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August 20, 2010 - Jennifer Brookens
Last night, my mother and I had some serious bonding time. When it comes to gifts, I'm not really able to give her things that I feel she deserves, but I was pleased to be able to take her to the fair where "The Association" was playing. I knew this would be special because the song "Cherish" was my parents' song.
It's been three years since we lost my father, her husband of nearly 40 years. We ended up not fighting for a seat to watch the concert, but instead sat in the beer garden where the sound was just as good. The conversation got deeper from the kids and her social life to my father. She talked about their past, like the things they went through in order to get married, coming from two different religious backgrounds. Then, as my mother described it, "looking into the Abyss," as they faced down my father's Alzheimers.
There IS no easy way when it comes to this awful disease. For years my father denied it, hid it from us. My mother was forbidden to tell anyone, even though she told me. It caused rifts between us and my father's side of the family, because they were kept in the dark ... Luckily, those fences were mended in time for my father to be able to leave this Earth with his wife and his sisters by his side...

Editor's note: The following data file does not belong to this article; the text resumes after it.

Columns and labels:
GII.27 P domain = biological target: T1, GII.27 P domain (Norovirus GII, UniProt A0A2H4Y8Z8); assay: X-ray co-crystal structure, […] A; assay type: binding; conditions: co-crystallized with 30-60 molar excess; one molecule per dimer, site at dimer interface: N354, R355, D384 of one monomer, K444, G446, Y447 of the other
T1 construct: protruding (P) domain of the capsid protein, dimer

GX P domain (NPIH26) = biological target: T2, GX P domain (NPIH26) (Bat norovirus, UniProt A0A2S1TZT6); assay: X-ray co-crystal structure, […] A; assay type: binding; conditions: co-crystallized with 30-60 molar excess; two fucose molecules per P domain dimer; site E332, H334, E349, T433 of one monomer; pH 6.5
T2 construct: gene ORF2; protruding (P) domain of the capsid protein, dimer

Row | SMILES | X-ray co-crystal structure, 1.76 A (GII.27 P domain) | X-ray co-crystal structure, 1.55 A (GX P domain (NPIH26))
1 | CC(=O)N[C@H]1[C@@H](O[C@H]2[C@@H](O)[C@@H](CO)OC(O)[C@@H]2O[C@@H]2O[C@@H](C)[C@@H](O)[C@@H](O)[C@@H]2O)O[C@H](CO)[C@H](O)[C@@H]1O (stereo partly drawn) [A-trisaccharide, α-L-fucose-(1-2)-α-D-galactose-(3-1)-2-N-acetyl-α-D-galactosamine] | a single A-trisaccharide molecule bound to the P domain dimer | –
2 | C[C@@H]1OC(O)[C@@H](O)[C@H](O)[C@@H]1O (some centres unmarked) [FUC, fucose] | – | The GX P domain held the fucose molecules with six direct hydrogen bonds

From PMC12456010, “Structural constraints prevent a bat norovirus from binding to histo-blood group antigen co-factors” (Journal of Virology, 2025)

While I was there and experienced some of these stories she told, I either didn't hear or blocked out some of the dirty details from the past. It was surreal to be hearing my parents' song playing, and hearing my mother sob as she told the story of just how my father died. It was in contrast to the festive midway lights around us, and others happily chatting and socializing around us.
But it was OK. While I'm usually self-conscious and hate having anyone see me close to upset, much less crying, this time we let it flow and didn't care if anyone noticed.
My mother is preparing to write a book about my dad's disease and our family's struggle, and she has asked for my help. I am honored, yet also feel the pressure of this challenge. I know I will be forced to face a lot of demons I stuffed away into the "hurt locker." But at the same time, I know it will be one of the best things I can do, for myself, for my family, in my father's memory, and for anyone who will read it and take comfort in knowing they're not alone. And that life goes on, and it gets better.
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